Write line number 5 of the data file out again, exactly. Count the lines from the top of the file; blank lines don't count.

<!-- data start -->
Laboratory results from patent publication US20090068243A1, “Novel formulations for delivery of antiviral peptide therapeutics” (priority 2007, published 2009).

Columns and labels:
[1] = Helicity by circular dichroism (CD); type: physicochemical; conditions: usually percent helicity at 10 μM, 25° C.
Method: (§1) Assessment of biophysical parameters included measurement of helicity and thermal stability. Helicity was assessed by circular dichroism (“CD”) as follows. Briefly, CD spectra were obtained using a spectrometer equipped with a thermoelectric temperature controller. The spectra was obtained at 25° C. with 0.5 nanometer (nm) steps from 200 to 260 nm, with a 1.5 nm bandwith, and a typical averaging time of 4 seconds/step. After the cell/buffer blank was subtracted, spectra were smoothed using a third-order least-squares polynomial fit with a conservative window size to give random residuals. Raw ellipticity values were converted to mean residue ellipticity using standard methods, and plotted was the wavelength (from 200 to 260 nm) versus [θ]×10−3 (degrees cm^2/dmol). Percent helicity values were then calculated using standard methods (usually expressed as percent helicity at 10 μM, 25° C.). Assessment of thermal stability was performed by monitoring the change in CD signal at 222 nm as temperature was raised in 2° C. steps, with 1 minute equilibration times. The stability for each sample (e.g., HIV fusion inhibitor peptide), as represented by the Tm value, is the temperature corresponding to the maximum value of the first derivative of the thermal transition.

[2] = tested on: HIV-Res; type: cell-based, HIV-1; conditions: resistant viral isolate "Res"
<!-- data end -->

[2] = tested on: HIV-Res; type: cell-based, HIV-1; conditions: resistant viral isolate "Res"